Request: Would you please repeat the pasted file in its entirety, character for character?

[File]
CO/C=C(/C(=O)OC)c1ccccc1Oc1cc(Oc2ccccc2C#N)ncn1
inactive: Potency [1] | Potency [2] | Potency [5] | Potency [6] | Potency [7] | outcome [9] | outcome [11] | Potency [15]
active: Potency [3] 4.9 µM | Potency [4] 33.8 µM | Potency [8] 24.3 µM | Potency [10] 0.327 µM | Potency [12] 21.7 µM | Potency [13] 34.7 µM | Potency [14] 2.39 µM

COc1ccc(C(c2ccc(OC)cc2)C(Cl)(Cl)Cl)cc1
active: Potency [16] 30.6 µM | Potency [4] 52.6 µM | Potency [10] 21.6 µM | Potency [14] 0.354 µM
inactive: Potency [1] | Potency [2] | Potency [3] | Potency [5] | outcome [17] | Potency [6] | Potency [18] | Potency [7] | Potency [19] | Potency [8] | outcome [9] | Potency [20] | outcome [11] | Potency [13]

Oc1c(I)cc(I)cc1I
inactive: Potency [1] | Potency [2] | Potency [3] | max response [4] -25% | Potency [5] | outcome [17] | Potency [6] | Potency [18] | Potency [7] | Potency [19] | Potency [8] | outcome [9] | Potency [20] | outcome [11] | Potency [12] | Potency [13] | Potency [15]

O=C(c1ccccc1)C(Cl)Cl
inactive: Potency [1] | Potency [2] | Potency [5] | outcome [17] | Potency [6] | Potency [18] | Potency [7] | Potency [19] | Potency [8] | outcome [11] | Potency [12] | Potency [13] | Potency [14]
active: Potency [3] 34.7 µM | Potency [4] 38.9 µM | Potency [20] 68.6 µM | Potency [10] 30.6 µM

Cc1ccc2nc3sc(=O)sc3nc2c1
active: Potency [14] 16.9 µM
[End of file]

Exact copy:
CO/C=C(/C(=O)OC)c1ccccc1Oc1cc(Oc2ccccc2C#N)ncn1
inactive: Potency [1] | Potency [2] | Potency [5] | Potency [6] | Potency [7] | outcome [9] | outcome [11] | Potency [15]
active: Potency [3] 4.9 µM | Potency [4] 33.8 µM | Potency [8] 24.3 µM | Potency [10] 0.327 µM | Potency [12] 21.7 µM | Potency [13] 34.7 µM | Potency [14] 2.39 µM

COc1ccc(C(c2ccc(OC)cc2)C(Cl)(Cl)Cl)cc1
active: Potency [16] 30.6 µM | Potency [4] 52.6 µM | Potency [10] 21.6 µM | Potency [14] 0.354 µM
inactive: Potency [1] | Potency [2] | Potency [3] | Potency [5] | outcome [17] | Potency [6] | Potency [18] | Potency [7] | Potency [19] | Potency [8] | outcome [9] | Potency [20] | outcome [11] | Potency [13]

Oc1c(I)cc(I)cc1I
inactive: Potency [1] | Potency [2] | Potency [3] | max response [4] -25% | Potency [5] | outcome [17] | Potency [6] | Potency [18] | Potency [7] | Potency [19] | Potency [8] | outcome [9] | Potency [20] | outcome [11] | Potency [12] | Potency [13] | Potency [15]

O=C(c1ccccc1)C(Cl)Cl
inactive: Potency [1] | Potency [2] | Potency [5] | outcome [17] | Potency [6] | Potency [18] | Potency [7] | Potency [19] | Potency [8] | outcome [11] | Potency [12] | Potency [13] | Potency [14]
active: Potency [3] 34.7 µM | Potency [4] 38.9 µM | Potency [20] 68.6 µM | Potency [10] 30.6 µM

Cc1ccc2nc3sc(=O)sc3nc2c1
active: Potency [14] 16.9 µM